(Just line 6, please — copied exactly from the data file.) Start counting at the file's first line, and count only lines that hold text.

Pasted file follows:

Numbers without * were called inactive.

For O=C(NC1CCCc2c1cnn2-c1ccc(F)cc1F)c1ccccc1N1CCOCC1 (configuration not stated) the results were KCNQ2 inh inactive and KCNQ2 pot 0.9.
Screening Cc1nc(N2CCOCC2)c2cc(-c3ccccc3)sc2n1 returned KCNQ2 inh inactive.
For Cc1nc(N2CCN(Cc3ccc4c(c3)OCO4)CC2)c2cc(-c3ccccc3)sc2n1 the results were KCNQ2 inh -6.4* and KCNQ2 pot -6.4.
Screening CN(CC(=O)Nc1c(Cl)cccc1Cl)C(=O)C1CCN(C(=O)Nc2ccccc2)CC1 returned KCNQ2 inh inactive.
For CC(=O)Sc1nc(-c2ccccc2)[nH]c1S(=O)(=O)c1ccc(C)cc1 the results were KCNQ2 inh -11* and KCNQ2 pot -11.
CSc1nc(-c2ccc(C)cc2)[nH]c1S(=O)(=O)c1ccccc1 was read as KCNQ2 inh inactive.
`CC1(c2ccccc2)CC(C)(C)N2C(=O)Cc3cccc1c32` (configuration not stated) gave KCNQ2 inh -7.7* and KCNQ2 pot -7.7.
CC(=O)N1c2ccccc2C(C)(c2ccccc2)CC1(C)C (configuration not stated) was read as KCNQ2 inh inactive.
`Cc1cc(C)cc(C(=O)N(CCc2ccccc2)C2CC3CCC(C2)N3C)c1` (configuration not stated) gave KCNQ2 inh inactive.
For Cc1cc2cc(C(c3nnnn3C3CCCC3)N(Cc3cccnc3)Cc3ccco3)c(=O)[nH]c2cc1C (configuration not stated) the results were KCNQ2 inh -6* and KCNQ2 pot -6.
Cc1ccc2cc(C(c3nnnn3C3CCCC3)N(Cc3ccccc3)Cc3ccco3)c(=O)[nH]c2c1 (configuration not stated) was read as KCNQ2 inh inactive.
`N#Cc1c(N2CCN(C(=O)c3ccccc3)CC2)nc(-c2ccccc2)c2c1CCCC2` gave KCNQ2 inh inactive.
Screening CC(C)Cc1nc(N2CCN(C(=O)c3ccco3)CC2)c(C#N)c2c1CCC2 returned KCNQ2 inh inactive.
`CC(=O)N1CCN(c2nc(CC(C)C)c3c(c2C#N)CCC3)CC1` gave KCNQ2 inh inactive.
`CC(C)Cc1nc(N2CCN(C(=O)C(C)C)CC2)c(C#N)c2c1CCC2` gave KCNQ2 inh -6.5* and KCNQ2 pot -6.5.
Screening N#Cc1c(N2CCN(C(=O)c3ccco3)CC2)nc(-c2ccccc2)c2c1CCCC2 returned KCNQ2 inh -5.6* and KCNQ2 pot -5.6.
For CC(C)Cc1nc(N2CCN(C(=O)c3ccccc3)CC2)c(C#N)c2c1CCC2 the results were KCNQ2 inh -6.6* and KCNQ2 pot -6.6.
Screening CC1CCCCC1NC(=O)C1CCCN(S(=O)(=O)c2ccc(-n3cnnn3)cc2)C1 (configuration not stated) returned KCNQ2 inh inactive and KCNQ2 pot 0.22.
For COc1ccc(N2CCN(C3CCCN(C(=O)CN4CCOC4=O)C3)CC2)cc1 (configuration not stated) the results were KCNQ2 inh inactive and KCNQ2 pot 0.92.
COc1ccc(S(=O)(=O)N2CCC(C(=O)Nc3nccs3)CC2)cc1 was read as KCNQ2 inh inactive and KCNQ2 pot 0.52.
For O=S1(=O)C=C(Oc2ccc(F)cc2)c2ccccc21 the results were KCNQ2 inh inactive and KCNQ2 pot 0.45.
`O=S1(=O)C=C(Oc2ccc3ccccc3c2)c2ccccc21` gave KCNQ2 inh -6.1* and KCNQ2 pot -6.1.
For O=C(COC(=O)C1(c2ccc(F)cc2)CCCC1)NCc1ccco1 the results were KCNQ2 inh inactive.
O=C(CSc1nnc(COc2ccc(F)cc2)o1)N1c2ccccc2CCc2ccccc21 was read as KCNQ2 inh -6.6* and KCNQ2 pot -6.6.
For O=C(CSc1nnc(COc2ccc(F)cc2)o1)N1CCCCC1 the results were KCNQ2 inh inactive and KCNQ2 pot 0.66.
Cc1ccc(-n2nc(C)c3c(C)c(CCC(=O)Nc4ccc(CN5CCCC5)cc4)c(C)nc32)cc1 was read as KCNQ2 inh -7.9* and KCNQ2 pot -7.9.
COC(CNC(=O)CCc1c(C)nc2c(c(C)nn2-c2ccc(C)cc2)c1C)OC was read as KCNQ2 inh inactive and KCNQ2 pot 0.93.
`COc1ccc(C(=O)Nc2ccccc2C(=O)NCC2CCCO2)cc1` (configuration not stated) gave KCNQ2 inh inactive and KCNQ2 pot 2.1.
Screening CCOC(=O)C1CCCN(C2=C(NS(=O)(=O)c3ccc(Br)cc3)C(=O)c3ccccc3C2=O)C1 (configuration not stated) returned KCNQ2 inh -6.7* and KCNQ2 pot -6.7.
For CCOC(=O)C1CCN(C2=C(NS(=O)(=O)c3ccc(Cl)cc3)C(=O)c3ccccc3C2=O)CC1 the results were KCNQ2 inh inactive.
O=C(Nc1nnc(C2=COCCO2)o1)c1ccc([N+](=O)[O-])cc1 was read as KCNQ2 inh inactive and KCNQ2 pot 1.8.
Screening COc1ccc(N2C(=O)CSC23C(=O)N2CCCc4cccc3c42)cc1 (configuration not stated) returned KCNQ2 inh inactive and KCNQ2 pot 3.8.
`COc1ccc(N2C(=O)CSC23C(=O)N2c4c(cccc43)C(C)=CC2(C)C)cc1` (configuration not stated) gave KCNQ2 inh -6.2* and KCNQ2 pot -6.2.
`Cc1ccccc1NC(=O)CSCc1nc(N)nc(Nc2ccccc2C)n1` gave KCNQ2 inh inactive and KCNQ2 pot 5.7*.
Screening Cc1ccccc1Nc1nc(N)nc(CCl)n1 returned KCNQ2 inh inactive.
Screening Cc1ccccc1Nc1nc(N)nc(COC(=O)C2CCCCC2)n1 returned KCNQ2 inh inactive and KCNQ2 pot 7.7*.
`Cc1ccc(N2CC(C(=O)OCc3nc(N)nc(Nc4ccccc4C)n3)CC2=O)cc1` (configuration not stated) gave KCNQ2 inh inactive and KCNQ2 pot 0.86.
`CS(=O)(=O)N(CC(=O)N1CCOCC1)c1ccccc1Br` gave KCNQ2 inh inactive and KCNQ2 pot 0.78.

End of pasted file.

For CC(=O)Sc1nc(-c2ccccc2)[nH]c1S(=O)(=O)c1ccc(C)cc1 the results were KCNQ2 inh -11* and KCNQ2 pot -11.